Up here in Sacramento, some of the elementary schools are year round. The kids have been in school for eight days and so far, so good.

You really can’t go wrong when you don’t have to worry about Daddy leaving.

I have to say I feel a bit spoiled. Very surreal for the past month. I can sleep in on school days! Imagine that! We can take turns getting the kids ready for school.

I have help. I have a spouse. I have a partner.

Most importantly, I don’t have to do it all.

I was definitely in denial at first. Even after two weeks of R being home, I still felt like I had to do everything. Never ending laundry piles. Dishes galore. Parenting! Oh, the parenting!

My husband had left the Navy a month ago and the tasks he’s completed since then is nuts. Effing nuts!

Got caught up with bills (some military spouses feel me, right?). Found a job. Re-fucking-financed the goddamned house to save 2% interest, translating to a savings of ALMOST $700 a month! What the heck?!

A part of me felt embarrassed about how much he’s been able to do. Why couldn’t I do any of that? I’ve been here for five goddamned years!

But not once has R made me feel that way. Not once.

I can’t tell you how wonderful it is to have our family complete again. When R was gone, the kids were amazing. They could teach workshops in resiliency, seriously with all the crap they’ve had to go through.

Today after school I asked the kids what was their favorite part of having Daddy home. Our oldest son M said it best: “Well, he’s never been here so… Everything.”

First day of school. L, 6 years old, 1st grade.


A, 8 years old, 3rd grade.


M, 11 years old, 6th grade. I said, “Come on, let’s take a picture together!” He said, “I don’t feel very comfortable right now!”


MilSpouse Friday Fill-In #3

So over on Wife of a Sailor (http://wifeofasailor.com; I still don’t know how to make that blue link appear), Wife posts questions for other bloggers to answer on their own military spouse blogs. (Still with me so far?) And since I don’t want to declutter the living room, I thought this might be fun to fill out while I’m pretending to rest with my eyes closed.

Feel free to put on your own blogs and/or comment with your own answers. Have a great weekend!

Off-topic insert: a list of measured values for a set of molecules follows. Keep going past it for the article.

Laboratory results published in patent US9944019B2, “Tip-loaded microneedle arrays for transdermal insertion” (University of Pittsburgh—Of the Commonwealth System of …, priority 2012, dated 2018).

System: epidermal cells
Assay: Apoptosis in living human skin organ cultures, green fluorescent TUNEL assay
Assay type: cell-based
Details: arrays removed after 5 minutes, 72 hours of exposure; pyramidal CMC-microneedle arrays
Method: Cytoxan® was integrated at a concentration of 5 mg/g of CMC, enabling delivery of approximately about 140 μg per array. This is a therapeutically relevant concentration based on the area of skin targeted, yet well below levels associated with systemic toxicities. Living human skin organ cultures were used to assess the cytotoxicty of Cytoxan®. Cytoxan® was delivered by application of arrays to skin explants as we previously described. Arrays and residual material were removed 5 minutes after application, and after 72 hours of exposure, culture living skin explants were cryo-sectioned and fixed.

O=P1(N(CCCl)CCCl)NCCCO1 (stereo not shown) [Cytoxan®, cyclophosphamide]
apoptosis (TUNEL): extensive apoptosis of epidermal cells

1. Underwear parties: How old is too old?
I’m probably interpreting this wrong but I’m going to go with the parties that women attend to purchase different kinds of… um, massagers. If this is the case, then you’re never too old for those parties!

2. What was your favorite class in high school?
I loved marine biology. I had teachers in high school but very few educators. Among that talented and dedicated bunch was my chemistry teacher who by one single comment in class (“And you have a… ‘C’ for the quarter. Wait, no. Wow, you brought it up to a ‘B+’. Good job.”) changed the way I looked at learning. He challenged us every day not because he was an @sshole who wanted to give us homework for a paycheck but because he loved science and had extremely high expectations.
After chemistry I took marine biology with him and I was in heaven. I loved loved loved the subject and thought that I was going to work in the Monterey Bay Aquarium when I grew up. Though I’m not doing that exactly, I share this excitement and love of learning with my children and any other children who I come in contact with.

3. Have you ever convinced packers/movers to pack something they aren’t supposed to for a PCS?
No. We aren’t very interesting.

4. Blogging plays a growing role in the media. If you were asked to embed as a blogger with a deployed military unit, would you go? What do you think your blog would be like?
I would consider it and go if my husband and I decided it was a good move. I would go on the conditions that I wouldn’t be censored, that I would remain impartial to events around me, and that I would have to also participate in humanitarian efforts such as rebuilding schools or buildings, child care, etc. That said, I don’t see a line to recruit me at my door.

5. Do you think kids should attend year-round school?
My kids already attend a year-round school. As a teacher and parent, it benefits all children. Teachers and students get regular extended breaks during the school year and parents don’t have kids who turn into couch potatoes for ten weeks in the summer. However, it is more cost-effective for districts to adhere to the traditional school year.

Your turn!